it is, but mainly because 'meinen' also means: think\mean (according to Google) and most most of us don't know it.
Can "meinen" mean "to mean" as well? As in "What do you mean?" "Was meinst du?" "I mean that..." "Ich meine dass..."
Meinen as a verb is hard to wrap my head around. Ich meine...! Is this common to use? As common as ich denke?
I don't think that's true. Both are fine. Anyway, it'd have to be "meiner Meinung nach".
Words like this (meinen) make me feel at times that the "creators" of the German language forgot the other letters of their alphabet. Couldn't they have come up with "teinen" or "peinen" for "to think", instead of the heavily declined "mein"?
Up until now I though mein/meinen translated to "my". does it also mean "mean"?
I wrote 'What think the experts?" same meaning.. different order - think its still okay. But the correct answer is shown now as 'What do the experts mean?' Is that right? where is the word 'mean' implied?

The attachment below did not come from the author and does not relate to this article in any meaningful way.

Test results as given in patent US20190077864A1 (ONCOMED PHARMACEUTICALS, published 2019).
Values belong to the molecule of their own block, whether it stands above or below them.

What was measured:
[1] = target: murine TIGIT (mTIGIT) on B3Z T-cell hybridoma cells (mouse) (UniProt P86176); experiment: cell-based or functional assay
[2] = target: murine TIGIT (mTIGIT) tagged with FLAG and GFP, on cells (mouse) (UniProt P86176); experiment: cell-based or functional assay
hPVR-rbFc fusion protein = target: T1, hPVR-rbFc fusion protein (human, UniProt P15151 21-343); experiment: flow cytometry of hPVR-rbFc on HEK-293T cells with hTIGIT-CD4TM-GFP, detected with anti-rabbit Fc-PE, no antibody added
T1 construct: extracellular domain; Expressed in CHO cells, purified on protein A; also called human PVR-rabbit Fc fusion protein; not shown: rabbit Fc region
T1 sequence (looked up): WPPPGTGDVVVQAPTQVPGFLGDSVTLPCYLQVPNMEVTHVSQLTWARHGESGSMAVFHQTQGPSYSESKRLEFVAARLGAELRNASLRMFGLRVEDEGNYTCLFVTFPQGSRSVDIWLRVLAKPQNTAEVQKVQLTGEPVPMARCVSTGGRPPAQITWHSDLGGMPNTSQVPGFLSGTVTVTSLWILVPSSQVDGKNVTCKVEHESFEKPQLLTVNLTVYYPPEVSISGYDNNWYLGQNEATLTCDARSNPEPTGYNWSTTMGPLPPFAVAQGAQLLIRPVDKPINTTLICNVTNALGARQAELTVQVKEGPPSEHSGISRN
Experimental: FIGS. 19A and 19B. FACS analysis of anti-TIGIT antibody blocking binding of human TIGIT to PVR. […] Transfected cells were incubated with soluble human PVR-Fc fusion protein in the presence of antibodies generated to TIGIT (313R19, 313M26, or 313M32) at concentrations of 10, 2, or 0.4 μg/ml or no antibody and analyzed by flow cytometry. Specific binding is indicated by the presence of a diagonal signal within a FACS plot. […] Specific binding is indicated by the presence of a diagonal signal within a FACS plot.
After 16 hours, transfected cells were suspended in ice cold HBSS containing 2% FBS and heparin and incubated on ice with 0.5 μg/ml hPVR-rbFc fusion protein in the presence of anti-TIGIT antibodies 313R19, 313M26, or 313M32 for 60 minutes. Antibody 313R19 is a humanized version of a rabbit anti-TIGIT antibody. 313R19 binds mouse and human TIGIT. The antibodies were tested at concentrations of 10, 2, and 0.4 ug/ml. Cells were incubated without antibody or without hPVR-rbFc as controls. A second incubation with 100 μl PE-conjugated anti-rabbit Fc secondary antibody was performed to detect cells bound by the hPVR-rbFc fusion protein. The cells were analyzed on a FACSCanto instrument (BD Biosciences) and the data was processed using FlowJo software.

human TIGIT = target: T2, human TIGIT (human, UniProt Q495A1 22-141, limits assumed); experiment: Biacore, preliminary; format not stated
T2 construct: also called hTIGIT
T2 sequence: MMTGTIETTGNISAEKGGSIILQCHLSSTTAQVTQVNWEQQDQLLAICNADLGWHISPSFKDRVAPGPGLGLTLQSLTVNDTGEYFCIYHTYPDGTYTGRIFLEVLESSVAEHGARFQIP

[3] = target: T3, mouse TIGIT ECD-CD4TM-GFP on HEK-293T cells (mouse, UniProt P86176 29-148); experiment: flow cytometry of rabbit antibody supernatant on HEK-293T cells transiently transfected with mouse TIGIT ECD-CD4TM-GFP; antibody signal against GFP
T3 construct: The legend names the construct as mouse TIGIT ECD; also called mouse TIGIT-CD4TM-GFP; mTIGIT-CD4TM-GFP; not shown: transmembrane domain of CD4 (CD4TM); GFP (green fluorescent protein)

"What think the experts?" isn't proper (modern) English. You should use "What do the experts think?" instead.
Duolingo suggests "What do the experts mean?" because the verb "meinen" can be translated as either "to think" or "to mean". Either way, this question is asking the listener to paraphrase or summarize the essence of what the experts have said about the (unspecified) topic.
I wish DL would annotate confusing stuff like this, especially when it is first introduced through a spoken exercise.